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J Virol. 1992 Mar;66(3):1817-22.

Cloning of noncultivatable human rotavirus by single primer amplification.

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  • 1Department of Microbiology, University of Southampton Medical School, Southampton General Hospital, United Kingdom.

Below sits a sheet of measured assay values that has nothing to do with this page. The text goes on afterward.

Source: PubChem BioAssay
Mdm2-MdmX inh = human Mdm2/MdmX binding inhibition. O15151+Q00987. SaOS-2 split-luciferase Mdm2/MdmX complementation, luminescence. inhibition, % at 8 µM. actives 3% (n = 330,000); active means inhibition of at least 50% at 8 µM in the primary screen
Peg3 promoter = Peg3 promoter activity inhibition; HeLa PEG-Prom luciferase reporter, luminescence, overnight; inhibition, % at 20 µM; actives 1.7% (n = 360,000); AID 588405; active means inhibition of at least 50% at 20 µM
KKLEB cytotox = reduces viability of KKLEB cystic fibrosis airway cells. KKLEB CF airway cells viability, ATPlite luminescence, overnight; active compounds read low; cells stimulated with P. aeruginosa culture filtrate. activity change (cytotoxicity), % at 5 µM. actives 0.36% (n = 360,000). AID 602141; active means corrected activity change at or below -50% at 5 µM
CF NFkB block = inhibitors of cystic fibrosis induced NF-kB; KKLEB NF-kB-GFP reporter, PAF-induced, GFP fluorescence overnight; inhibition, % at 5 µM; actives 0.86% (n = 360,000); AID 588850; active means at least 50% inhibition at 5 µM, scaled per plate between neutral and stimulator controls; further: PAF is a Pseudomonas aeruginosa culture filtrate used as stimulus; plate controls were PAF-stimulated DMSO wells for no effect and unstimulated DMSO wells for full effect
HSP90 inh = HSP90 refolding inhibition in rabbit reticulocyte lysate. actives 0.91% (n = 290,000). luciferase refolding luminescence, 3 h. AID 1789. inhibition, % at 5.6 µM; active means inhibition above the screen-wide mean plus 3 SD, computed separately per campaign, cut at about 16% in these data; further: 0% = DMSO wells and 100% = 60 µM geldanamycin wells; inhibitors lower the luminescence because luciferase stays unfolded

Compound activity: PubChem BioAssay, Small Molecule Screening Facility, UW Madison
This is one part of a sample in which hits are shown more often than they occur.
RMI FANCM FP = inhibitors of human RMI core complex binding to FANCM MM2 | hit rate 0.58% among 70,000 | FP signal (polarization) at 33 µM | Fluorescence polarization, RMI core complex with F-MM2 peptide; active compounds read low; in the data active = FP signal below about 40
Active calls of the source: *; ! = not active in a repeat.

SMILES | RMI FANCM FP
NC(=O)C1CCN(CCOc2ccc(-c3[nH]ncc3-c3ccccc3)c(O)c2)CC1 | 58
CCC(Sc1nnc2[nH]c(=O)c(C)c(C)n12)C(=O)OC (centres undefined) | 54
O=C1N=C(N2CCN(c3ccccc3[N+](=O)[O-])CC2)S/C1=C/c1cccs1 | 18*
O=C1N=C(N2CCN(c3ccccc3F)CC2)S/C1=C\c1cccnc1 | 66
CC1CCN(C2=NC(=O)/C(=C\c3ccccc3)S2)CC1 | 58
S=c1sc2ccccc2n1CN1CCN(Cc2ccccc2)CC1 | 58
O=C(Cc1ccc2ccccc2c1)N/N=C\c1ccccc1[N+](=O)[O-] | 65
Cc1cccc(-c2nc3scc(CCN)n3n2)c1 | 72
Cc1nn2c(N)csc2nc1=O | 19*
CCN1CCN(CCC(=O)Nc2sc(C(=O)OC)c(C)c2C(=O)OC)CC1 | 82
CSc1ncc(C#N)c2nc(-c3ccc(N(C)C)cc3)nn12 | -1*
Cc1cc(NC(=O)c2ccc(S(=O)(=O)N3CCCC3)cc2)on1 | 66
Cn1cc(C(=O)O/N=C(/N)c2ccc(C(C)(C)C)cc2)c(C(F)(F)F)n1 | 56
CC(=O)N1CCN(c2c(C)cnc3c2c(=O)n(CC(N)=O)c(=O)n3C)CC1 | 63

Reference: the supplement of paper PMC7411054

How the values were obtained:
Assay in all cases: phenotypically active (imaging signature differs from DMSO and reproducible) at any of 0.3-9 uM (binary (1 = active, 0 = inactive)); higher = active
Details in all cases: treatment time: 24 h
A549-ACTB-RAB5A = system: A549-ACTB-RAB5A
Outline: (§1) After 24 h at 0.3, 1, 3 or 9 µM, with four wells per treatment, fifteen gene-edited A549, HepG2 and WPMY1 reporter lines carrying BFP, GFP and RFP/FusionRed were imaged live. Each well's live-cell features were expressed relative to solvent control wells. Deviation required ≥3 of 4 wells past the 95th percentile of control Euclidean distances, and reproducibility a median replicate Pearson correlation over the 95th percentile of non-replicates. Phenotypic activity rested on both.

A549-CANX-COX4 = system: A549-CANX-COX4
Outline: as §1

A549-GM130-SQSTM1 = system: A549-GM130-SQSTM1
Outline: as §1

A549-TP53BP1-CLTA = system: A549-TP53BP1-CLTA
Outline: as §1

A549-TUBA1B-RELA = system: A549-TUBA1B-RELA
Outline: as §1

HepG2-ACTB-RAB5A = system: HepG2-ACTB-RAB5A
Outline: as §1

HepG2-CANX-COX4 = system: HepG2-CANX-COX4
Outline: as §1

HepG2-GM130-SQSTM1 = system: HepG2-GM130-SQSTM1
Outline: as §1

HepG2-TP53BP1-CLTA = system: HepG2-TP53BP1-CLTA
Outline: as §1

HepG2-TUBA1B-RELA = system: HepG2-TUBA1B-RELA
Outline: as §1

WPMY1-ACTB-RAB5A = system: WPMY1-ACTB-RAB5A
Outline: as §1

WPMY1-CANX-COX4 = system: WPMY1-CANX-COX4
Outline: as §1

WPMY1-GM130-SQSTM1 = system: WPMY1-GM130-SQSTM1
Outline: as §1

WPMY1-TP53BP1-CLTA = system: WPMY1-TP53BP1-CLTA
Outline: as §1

A novel, sequence-independent strategy has been developed for the amplification of full-length cDNA copies of the genes of double-stranded RNA (dsRNA) viruses. Using human (Bristol) group C rotavirus as an example, a single amino-linked modified oligonucleotide (primer 1) was ligated to either end of each dsRNA genome segment by using T4 RNA ligase. Following reverse transcription, annealing, and repair of cDNA strands, amplification of the viral dsRNA genome was accomplished by polymerase chain reaction using a single complementary oligonucleotide (primer 2). Northern (RNA) hybridization of cDNA to virus dsRNA indicated that it was possible to generate cDNA representing the complete genome from very small clinical samples. This technique was used to determine the complete nucleotide sequence (728 bp) and coding assignment of gene 10, which revealed an open reading frame of 212 amino acids with limited homology to NS26 from human group A rotavirus. In contrast to previous tailing methods, the addition of one defined primer allowed unequivocal identification of terminal nucleotides and should be generally applicable to viruses with segmented dsRNA genomes and especially for analysis of clinical samples, for which very limited quantities of biological material are available.

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